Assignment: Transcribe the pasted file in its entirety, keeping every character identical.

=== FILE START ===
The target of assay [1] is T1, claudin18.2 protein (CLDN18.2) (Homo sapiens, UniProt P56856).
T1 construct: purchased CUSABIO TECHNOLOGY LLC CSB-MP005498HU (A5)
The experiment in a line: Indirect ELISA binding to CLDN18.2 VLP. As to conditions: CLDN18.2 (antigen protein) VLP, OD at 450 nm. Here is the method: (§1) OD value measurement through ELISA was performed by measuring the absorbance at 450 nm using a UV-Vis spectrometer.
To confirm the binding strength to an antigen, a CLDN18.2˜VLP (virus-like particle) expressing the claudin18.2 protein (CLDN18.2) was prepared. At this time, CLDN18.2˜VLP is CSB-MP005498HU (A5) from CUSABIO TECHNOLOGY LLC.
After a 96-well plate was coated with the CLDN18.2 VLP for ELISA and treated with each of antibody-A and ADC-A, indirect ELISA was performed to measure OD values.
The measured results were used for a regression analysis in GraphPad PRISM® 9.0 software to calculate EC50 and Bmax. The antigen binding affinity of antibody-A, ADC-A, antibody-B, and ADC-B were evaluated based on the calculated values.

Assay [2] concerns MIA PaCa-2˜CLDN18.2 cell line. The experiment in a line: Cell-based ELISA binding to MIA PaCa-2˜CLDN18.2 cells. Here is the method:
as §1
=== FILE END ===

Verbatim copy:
The target of assay [1] is T1, claudin18.2 protein (CLDN18.2) (Homo sapiens, UniProt P56856).
T1 construct: purchased CUSABIO TECHNOLOGY LLC CSB-MP005498HU (A5)
The experiment in a line: Indirect ELISA binding to CLDN18.2 VLP. As to conditions: CLDN18.2 (antigen protein) VLP, OD at 450 nm. Here is the method: (§1) OD value measurement through ELISA was performed by measuring the absorbance at 450 nm using a UV-Vis spectrometer.
To confirm the binding strength to an antigen, a CLDN18.2˜VLP (virus-like particle) expressing the claudin18.2 protein (CLDN18.2) was prepared. At this time, CLDN18.2˜VLP is CSB-MP005498HU (A5) from CUSABIO TECHNOLOGY LLC.
After a 96-well plate was coated with the CLDN18.2 VLP for ELISA and treated with each of antibody-A and ADC-A, indirect ELISA was performed to measure OD values.
The measured results were used for a regression analysis in GraphPad PRISM® 9.0 software to calculate EC50 and Bmax. The antigen binding affinity of antibody-A, ADC-A, antibody-B, and ADC-B were evaluated based on the calculated values.

Assay [2] concerns MIA PaCa-2˜CLDN18.2 cell line. The experiment in a line: Cell-based ELISA binding to MIA PaCa-2˜CLDN18.2 cells. Here is the method:
as §1